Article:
What is a Thai life worth to the government?

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In a world that often feels unsteady, buffeted by the winds of geopolitical strife, nations like Thailand are tempted to cling to a stance of neutrality like a lifeline. Yet when neutrality becomes indifference to the lives of its own citizens, one must question the merit of such a stance. How many lives must be lost, how many innocent Thais must perish before Thailand’s foreign policy manifests the vigor that its people deserve?

The horrific news from the Israel-Hamas conflict is a grim tally: 21 Thai nationals killed, 14 taken hostage. We are all united in mourning, but we must ask, where is the outrage from our government? Families huddle at Suvarnabhumi International Airport, a grim tableau of despair and disbelief, as they await the arrival of their wounded loved ones. Videos circulate on social media that none of us ever wanted to see—evidence of the cruel fate of a fellow Thai citizen. Still, our Ministry of Foreign Affairs remains reticent, choosing neutrality over action. One is prompted to wonder: is our ministry so toothless?

Of course, neutrality in international conflicts is often a strategic choice, a decision to preserve national interests. But what could be a greater national interest than the safety and lives of the citizens who comprise the nation? When the government maintains a passive stance even as our people die, that neutrality takes on a sinister shade—it becomes an abdication of duty, an insult to the memory of those lost, and a question mark over the worth the government places on a Thai life.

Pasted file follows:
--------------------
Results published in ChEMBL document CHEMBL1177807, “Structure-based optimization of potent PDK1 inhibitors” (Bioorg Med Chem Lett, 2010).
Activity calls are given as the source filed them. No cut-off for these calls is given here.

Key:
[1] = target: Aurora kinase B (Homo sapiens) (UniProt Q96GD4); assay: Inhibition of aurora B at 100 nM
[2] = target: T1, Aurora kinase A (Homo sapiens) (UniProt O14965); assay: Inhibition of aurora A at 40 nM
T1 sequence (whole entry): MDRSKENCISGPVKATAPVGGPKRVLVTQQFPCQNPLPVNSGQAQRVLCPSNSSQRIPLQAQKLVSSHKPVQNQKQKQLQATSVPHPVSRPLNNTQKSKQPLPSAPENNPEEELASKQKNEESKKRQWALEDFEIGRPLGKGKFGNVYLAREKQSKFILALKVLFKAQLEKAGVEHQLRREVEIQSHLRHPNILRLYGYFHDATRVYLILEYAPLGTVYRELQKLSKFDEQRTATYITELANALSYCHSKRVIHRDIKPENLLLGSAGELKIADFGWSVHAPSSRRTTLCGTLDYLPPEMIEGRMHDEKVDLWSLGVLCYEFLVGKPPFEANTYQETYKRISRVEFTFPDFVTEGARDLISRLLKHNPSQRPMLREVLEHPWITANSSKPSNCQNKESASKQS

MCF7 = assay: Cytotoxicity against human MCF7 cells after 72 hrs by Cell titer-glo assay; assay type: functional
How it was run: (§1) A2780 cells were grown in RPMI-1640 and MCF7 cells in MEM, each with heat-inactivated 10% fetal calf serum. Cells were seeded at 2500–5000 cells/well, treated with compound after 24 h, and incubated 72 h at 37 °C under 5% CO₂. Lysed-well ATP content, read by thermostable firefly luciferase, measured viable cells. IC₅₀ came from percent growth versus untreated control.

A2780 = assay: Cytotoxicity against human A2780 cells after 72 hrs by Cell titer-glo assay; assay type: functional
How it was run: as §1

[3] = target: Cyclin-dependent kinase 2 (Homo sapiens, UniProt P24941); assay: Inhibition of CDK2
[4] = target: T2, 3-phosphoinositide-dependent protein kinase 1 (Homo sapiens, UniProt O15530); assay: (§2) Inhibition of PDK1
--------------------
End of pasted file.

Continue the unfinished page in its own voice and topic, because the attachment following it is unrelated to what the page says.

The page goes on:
Some 30,000 Thais reside in Israel, largely contributing to the agriculture sector, not just holidaymakers caught in the wrong place at the wrong time. They are abroad to make a living, often sending remittances that buoy our economy. If the labor of these hardworking individuals is good enough to benefit our nation, then their lives should be good enough to merit our protection.

A government that does not rage against the dying of its citizens’ light sends a disturbing message. A nation that does not rise to defend its own when the worst happens is a nation that has lost its moral compass. Our Ministry of Foreign Affairs may not have battalions at its disposal, but it has diplomatic channels, it has a voice in international forums, and it should be using that voice to loudly and clearly demand justice and safety for its people.

It’s time to reassess what neutrality means and whom it serves. Neutrality should never be an excuse for inaction when our citizens’ lives are at stake. The stakes are too high, the cost in human lives too dear. A nation’s first duty is to its people. It’s high time Thailand’s foreign policy reflects that irrefutable fact.


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